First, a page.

It is now common to name the default branch main, rather than master as is still the default in Git. For more information see, for example, the announcement of GitLab to change the default branch Since the discussion on this topic has started, Git has introduced a configuration value for the initial branch created by the git init command. We will use this, to make sure that all future repositories created locally start with a branch called main:

$ git config --global init.defaultBranch main

Creating a Local Repository


Markdown Headlines

In Markdown, headlines are marked by one up to six # characters followed by a space character in front of the text. The number of # characters indicates the heading’s level, with 1 being the most significant.

For example, a level 3 headline:

### Interesting Section Title

Research Diary’s Initial Content (Required)

Create a Git repository anywhere on your computer. Add a README file in markdown format that describes the repository’s future contents.

Remember to use a good commit message for your commit.

This exercise should take about 10 minutes.

We start by creating and navigating to a new directory, research-diary. There we initialize a git repository.

$ mkdir research-diary
$ cd research-diary
$ git init

Next we create a file called README.md with the following content using our preferred text editor.

# Research Diary

This repository contains our research diary.
Each day gets its own file.
We use the Markdown format for our files.

Finally, we stage the added file using and create a commit.

$ git add README.md
$ git commit -m "Add README.md"

Checking the status of the git repository, we should see that it exists and that there are no changes in the working directory or in the stating area:

$ git status

{: .language-bash}

On branch main
nothing to commit, working tree clean

{: .output}

There is one file, README.md:

$ ls

{: .language-bash}

README.md

{: .output}

Connecting Local and Remote Repository


Having thus created our local repository, we want to save it to our repository in GitLab. To that end, we have a look at the project overview page again; this time at the instructions toward the bottom of the page. They read:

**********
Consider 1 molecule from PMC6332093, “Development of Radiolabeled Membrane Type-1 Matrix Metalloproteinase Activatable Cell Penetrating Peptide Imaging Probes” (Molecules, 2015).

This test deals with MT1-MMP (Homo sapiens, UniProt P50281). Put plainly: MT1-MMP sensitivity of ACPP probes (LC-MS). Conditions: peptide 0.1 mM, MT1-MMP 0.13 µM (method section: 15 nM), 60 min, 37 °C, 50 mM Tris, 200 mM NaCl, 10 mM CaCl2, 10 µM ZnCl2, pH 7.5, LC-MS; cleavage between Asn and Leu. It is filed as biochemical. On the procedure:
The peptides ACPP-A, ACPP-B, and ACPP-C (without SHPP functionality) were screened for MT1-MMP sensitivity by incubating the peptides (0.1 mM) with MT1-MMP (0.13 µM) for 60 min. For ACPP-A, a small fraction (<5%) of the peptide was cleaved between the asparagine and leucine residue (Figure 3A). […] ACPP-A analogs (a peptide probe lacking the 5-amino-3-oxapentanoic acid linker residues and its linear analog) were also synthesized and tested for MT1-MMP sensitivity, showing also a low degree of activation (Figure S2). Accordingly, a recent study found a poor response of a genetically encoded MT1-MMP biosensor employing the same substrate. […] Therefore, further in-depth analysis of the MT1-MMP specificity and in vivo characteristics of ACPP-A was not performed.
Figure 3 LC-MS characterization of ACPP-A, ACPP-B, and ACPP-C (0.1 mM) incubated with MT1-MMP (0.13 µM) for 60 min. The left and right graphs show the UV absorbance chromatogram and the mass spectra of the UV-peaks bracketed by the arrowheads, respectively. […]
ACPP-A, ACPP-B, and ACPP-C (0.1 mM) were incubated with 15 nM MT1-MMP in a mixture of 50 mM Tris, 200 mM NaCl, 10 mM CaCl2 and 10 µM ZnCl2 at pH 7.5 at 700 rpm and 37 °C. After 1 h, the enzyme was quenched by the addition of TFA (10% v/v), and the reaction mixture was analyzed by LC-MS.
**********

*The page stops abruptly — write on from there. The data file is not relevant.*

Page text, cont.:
Git global setup

git config --global user.name "Some Novice"
git config --global user.email "some.novice@example.com"

Create a new repository

git clone https://gitlab.com/somenovice/research-diary.git
cd test
git switch -c main
touch README.md
git add README.md
git commit -m "add README"
git push -u origin main

Push an existing folder

cd existing_folder
git init --initial-branch=main
git remote add origin https://gitlab.com/somenovice/research-diary.git
git add .
git commit -m "Initial commit"
git push -u origin main

Push an existing Git repository

cd existing_repo
git remote rename origin old-origin
git remote add origin https://gitlab.com/somenovice/research-diary.git
git push -u origin --all
git push -u origin --tags

We already covered the global setup.

The next three sets of instructions are mutually exclusive. The first is not for us, because we already created a repository. Neither is the second, because although we have a directory with contents, its already a Git repository. That leaves us with the third option, which is the one applicable to our situation: “Push an existing Git repository.”

Transferring our changes to a remote repository is called pushing, because we are sending the changes from us, the local repository, to somewhere else, a remote repository. Later on we will “pull” changes from a remote repository, completing the analogy.

Going back to the shell, we configure our project’s repository as a remote in our local repository:

$ git remote add origin https://gitlab.com/somenovice/research-diary.git

{: .language-bash}

https:// vs git@

We assume throughout this lesson that the user has no SSH key is configured, because we do not want to make the setup of such a key a prerequisite.

If however, a user has configured an SSH key for their account, GitLab would default to showing links to repositories in the form for Git over SSH instead.

For example, without a configured key GitLab shows